Withdrawal from public disorder

Control Measure Knowledge

It may be feasible to plan for known areas or events where public disorder has previously occurred, or may be predicted to occur. Regularly updated intelligence and information from the police should be used to inform the risk assessment, as well as providing advice on the safety of personnel. Incidents should be approached with caution, and appropriate tactics used.

Incident commanders should maintain situational awareness, including changes in the behaviour of members of the public gathered at the scene. For example, a sudden dispersal of a crowd may precede a planned attack on emergency services or escalation in the disorder.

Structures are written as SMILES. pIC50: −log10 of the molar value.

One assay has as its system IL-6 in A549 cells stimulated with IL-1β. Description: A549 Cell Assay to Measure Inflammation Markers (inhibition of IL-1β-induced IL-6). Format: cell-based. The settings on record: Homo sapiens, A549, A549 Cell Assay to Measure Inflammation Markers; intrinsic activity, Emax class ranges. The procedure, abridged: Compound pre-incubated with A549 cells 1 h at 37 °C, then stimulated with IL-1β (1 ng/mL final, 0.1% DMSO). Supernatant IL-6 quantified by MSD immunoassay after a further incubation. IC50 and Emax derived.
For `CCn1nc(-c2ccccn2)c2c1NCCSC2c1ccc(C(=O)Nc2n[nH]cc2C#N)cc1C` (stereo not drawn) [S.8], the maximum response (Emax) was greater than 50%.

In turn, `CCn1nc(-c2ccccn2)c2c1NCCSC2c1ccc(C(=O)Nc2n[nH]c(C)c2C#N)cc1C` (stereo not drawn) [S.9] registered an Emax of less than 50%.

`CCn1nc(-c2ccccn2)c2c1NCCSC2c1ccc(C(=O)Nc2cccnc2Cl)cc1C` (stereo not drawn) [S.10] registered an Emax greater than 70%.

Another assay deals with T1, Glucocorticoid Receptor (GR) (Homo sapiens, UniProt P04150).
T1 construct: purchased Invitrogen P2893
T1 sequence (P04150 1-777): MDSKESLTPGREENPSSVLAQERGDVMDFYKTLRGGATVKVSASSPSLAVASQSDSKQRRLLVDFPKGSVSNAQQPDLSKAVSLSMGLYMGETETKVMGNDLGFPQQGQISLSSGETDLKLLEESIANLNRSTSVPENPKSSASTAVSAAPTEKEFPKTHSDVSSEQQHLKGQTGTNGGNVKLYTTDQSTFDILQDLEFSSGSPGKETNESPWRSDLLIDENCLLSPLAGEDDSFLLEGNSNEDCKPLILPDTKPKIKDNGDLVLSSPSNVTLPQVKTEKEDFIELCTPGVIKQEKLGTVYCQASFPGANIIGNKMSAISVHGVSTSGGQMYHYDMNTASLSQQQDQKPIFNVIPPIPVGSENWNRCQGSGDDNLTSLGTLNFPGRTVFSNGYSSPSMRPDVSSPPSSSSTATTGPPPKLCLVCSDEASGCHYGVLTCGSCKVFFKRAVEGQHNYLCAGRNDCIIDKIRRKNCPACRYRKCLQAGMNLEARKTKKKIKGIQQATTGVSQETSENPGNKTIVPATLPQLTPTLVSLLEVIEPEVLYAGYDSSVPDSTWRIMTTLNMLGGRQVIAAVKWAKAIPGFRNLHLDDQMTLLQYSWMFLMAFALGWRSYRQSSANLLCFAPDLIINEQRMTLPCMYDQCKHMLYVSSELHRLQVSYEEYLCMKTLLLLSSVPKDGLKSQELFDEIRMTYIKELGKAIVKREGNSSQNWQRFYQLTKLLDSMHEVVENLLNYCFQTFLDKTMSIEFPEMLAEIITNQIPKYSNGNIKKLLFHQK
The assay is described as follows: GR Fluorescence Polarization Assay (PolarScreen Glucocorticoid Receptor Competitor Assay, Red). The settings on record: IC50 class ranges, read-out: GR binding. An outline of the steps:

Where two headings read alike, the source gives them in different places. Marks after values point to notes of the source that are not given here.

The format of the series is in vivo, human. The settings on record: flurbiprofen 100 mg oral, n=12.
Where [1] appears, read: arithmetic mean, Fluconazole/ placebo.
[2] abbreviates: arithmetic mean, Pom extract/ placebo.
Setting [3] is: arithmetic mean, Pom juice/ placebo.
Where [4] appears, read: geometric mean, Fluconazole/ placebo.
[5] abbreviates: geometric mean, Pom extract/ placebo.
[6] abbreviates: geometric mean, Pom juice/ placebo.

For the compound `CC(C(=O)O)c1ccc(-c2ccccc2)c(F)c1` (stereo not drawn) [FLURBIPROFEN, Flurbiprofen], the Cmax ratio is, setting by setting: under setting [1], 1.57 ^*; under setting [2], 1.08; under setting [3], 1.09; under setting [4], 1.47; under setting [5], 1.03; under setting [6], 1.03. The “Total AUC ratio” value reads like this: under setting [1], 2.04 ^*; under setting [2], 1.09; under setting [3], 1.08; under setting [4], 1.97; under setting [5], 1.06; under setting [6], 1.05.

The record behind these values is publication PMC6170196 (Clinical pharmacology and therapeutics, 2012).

The incident commander should consider requesting the advice or assistance of the National Inter-agency Liaison Officer (NILO).

If personnel are at threat of, or subjected to, violence or aggression it may be necessary to withdraw fire and rescue service personnel, vehicles and equipment to a safe location.

Operational activities may have to be adjusted to allow for the rapid withdrawal of personnel, or for alternative means of transport from the scene provided. For example, the use of an appliance pump, hose reels or other equipment attached to an appliance may prevent rapid withdrawal; therefore, alternative procedures to deliver water may need to be considered.

Vehicles should be positioned to allow for rapid withdrawal, for example in clear sight of egress and facing the route away from the scene. It may be not be possible to retrieve all equipment when withdrawing, but the potential for its illegal use should be taken into account when prioritising its recovery.

Strategic Actions

Tactical Actions